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How to Apply Quick on Black Dog Nails

How to Apply Quick on Black Dog Nails

Cutting dog nails can be intimidating for any pet owner, but it’s even more challenging when your dog’s nails are black. How can you find quick when it is impossible to see? Unless you’re lucky enough to have X-ray vision, you’ll need a good strategy to avoid sensitive quick cuts. Never fear: We’ve rounded up 4 ways to quickly cure your pup’s black nails, plus some helpful trimming tips. Get ready to clip in with confidence!

If you’re worried you’ll end up early, try these trimming tips for black dog nails

[Edit]things you should know

  • Shine a flashlight through your pup’s paw to reveal the shadowy quicks within the nail.
  • Check under the nail to find a quick; It is over the triangular, hollow groove of the nail tip.
  • Trim safely by making short, 45° cuts with dog nail clippers until you reach the dark circle (or pulp) in the middle of the nail.
  • Cut nails smoothly using a nail file or rotary grinder.


[Edit]quick detection methods

  1. Shine a flashlight under your dog’s nail. Using a small flashlight or your phone’s light, hold your pup’s nails straight up against the light. Grip the nail between your thumb and forefinger where the nail bends.[1] Look for a deep mass inside the nail. If your pet’s nails are thin enough, you will see the quick as a shadowy area.[2]
    Quick Finds on Black Dog Nails Step 1.jpg
  2. Locate the groove under the nail. Check under your dog’s nails; Note how the thickest part of the nail is closest to the claw, causing the nail to taper and taper toward the tip. Look for an oval, hollow triangular area close to where the hook starts. This hollow portion of the nail tip can be safely trimmed; Sharp starts above it.[3]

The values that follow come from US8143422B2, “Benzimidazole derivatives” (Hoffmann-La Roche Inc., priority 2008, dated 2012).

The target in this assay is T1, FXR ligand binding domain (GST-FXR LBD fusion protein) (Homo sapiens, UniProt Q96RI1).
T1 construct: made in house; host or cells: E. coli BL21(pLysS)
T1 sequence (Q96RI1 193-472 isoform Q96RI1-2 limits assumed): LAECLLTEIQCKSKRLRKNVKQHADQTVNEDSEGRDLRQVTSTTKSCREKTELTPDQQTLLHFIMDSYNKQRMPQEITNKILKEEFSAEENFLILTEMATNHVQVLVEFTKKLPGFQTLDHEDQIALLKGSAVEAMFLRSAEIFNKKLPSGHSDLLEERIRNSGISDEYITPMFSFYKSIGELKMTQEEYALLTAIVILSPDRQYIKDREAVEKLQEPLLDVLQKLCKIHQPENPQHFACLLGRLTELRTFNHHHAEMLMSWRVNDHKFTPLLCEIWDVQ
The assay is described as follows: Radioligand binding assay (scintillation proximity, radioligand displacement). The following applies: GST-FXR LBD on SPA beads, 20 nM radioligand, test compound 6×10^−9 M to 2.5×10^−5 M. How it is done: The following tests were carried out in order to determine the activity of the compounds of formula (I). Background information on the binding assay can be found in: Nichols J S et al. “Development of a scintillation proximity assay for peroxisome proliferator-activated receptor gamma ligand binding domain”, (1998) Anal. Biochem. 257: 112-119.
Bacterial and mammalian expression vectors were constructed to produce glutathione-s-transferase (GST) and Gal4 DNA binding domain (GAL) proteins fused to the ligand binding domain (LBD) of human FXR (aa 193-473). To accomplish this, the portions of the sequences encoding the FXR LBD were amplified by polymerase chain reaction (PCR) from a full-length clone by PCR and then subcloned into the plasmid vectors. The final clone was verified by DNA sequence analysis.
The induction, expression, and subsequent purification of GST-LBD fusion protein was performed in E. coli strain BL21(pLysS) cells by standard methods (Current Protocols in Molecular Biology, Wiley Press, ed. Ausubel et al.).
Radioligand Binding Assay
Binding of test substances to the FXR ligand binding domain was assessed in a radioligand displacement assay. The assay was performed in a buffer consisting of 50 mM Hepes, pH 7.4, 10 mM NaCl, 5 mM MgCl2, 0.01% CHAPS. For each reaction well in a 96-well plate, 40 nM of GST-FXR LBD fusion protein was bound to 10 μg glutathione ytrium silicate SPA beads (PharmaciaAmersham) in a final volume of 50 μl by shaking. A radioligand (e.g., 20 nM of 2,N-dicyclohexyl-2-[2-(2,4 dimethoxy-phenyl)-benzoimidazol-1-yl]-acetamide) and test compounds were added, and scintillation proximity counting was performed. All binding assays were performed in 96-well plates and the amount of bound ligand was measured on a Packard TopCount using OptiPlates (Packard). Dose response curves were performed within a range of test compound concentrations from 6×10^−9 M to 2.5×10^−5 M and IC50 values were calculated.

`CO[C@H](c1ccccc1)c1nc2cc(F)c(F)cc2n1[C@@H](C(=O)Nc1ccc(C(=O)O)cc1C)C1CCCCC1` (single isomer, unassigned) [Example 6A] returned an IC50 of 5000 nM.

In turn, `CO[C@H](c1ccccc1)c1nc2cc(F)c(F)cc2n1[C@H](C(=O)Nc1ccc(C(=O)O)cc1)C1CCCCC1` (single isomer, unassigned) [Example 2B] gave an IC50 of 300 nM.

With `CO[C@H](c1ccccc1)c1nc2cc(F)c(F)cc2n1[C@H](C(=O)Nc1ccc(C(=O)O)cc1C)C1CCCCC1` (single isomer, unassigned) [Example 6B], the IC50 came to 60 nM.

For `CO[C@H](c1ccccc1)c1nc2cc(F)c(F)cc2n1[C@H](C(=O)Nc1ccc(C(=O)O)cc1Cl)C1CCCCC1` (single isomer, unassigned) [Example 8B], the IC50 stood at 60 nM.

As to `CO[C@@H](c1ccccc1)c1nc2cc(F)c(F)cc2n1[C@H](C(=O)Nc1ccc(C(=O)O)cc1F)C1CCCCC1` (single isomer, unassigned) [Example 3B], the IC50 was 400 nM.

Quick Finds on Black Dog Nails Step 2.jpg
  3. Try a test squeeze. Gently press the clippers down on the nail, applying pressure without cutting it. Gauge your pet’s reaction: Quick has sensitive nerves, so if your dog tries to pull away, you’re pinching quickly. Move the clippers down towards the nail tip.[4]
    Quick Finds on Black Dog Nails Step 3.jpg
  4. Cut off a small section of the nail. Check the cut surface of the nail after each clip. Look for a dark spot (called a pulp) in the center of the white surface. Stop cutting when you see the spot because you’re almost there early.[5]
    Quick Finds on Black Dog Nails Step 4.jpg

[Edit]What’s the rush?

  1. Accelerated tissue that contains nerves and blood vessels. If you cut quickly, blood will come out. The cartilage is encased in a thin sheath called the pulp, and a hard outer covering surrounds and protects it. Cutting your dog’s nails involves trimming the tip off the hard shell.[6]
    Quick Finds on Black Dog Nails Step 5.jpg
    • When you cut a black nail, the cut surface is white. Just before you reach the quick, you’ll see the pulp as a dark spot in the center of the nail.[7]

[Edit]how to cut black dog nails

  1. Cut your dog’s nails after they touch the ground. If you can hear their nails pounding on the floor, it’s time for a pedicure. Or, hold the paw and look at it from the side. If the nail extends beyond the pad for that toe, it could use a trim.[8]
    Quick Finds on Black Dog Nails Step 6.jpg
    • Long nails make your dog prone to health problems. Ingrown nails push the feet into an unnatural position, causing harmful changes in your dog’s posture and gait.[9] Your dog can suffer from orthopedic issues, arthritis and cracked nails if his nails are not clipped regularly.[10]
  2. Trim your puppy’s nails when he is calm. Wait until he’s tired from the walk or game of fetch. It is much easier to trim the nails of a sleepy dog ​​than to trim the nails of a speeding dog![11] Lay your pet on their side and prop your arms and upper body over them so they can easily bite if they swing.[12]